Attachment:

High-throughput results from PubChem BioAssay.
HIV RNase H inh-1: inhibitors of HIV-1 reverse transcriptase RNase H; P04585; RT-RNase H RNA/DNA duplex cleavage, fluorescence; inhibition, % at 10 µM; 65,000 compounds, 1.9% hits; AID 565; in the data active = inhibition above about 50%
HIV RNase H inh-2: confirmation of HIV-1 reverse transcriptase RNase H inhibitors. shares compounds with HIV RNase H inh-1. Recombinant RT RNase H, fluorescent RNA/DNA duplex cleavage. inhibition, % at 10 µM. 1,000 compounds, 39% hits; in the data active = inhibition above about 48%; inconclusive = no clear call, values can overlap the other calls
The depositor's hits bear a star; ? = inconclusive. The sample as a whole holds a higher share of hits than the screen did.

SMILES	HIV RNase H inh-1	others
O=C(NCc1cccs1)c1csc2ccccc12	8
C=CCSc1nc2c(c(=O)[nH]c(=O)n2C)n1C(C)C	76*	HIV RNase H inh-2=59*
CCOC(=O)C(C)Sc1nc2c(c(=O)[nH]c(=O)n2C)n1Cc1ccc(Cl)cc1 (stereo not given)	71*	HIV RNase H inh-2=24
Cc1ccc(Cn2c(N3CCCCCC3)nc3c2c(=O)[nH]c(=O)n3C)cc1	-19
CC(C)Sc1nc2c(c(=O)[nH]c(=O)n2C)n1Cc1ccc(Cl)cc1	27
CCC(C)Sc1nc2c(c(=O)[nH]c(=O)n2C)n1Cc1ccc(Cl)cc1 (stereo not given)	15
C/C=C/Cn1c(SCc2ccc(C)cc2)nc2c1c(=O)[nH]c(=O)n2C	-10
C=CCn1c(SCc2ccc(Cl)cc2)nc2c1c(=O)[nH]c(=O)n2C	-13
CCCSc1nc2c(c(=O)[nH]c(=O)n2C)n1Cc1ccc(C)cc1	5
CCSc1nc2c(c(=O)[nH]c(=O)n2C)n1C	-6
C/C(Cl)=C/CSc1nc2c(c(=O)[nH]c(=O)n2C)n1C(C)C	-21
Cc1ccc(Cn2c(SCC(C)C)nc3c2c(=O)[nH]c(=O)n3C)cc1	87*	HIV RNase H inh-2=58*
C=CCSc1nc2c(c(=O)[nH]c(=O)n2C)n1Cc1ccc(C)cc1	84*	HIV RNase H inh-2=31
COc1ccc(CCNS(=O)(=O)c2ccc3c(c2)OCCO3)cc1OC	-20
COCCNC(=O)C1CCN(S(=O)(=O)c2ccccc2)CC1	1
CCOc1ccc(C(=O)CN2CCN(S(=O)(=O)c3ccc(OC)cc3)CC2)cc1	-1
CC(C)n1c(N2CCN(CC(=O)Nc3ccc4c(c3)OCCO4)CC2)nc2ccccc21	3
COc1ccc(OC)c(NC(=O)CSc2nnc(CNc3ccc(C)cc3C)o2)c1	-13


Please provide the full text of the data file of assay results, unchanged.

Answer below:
High-throughput results from PubChem BioAssay.
HIV RNase H inh-1: inhibitors of HIV-1 reverse transcriptase RNase H; P04585; RT-RNase H RNA/DNA duplex cleavage, fluorescence; inhibition, % at 10 µM; 65,000 compounds, 1.9% hits; AID 565; in the data active = inhibition above about 50%
HIV RNase H inh-2: confirmation of HIV-1 reverse transcriptase RNase H inhibitors. shares compounds with HIV RNase H inh-1. Recombinant RT RNase H, fluorescent RNA/DNA duplex cleavage. inhibition, % at 10 µM. 1,000 compounds, 39% hits; in the data active = inhibition above about 48%; inconclusive = no clear call, values can overlap the other calls
The depositor's hits bear a star; ? = inconclusive. The sample as a whole holds a higher share of hits than the screen did.

SMILES	HIV RNase H inh-1	others
O=C(NCc1cccs1)c1csc2ccccc12	8
C=CCSc1nc2c(c(=O)[nH]c(=O)n2C)n1C(C)C	76*	HIV RNase H inh-2=59*
CCOC(=O)C(C)Sc1nc2c(c(=O)[nH]c(=O)n2C)n1Cc1ccc(Cl)cc1 (stereo not given)	71*	HIV RNase H inh-2=24
Cc1ccc(Cn2c(N3CCCCCC3)nc3c2c(=O)[nH]c(=O)n3C)cc1	-19
CC(C)Sc1nc2c(c(=O)[nH]c(=O)n2C)n1Cc1ccc(Cl)cc1	27
CCC(C)Sc1nc2c(c(=O)[nH]c(=O)n2C)n1Cc1ccc(Cl)cc1 (stereo not given)	15
C/C=C/Cn1c(SCc2ccc(C)cc2)nc2c1c(=O)[nH]c(=O)n2C	-10
C=CCn1c(SCc2ccc(Cl)cc2)nc2c1c(=O)[nH]c(=O)n2C	-13
CCCSc1nc2c(c(=O)[nH]c(=O)n2C)n1Cc1ccc(C)cc1	5
CCSc1nc2c(c(=O)[nH]c(=O)n2C)n1C	-6
C/C(Cl)=C/CSc1nc2c(c(=O)[nH]c(=O)n2C)n1C(C)C	-21
Cc1ccc(Cn2c(SCC(C)C)nc3c2c(=O)[nH]c(=O)n3C)cc1	87*	HIV RNase H inh-2=58*
C=CCSc1nc2c(c(=O)[nH]c(=O)n2C)n1Cc1ccc(C)cc1	84*	HIV RNase H inh-2=31
COc1ccc(CCNS(=O)(=O)c2ccc3c(c2)OCCO3)cc1OC	-20
COCCNC(=O)C1CCN(S(=O)(=O)c2ccccc2)CC1	1
CCOc1ccc(C(=O)CN2CCN(S(=O)(=O)c3ccc(OC)cc3)CC2)cc1	-1
CC(C)n1c(N2CCN(CC(=O)Nc3ccc4c(c3)OCCO4)CC2)nc2ccccc21	3
COc1ccc(OC)c(NC(=O)CSc2nnc(CNc3ccc(C)cc3C)o2)c1	-13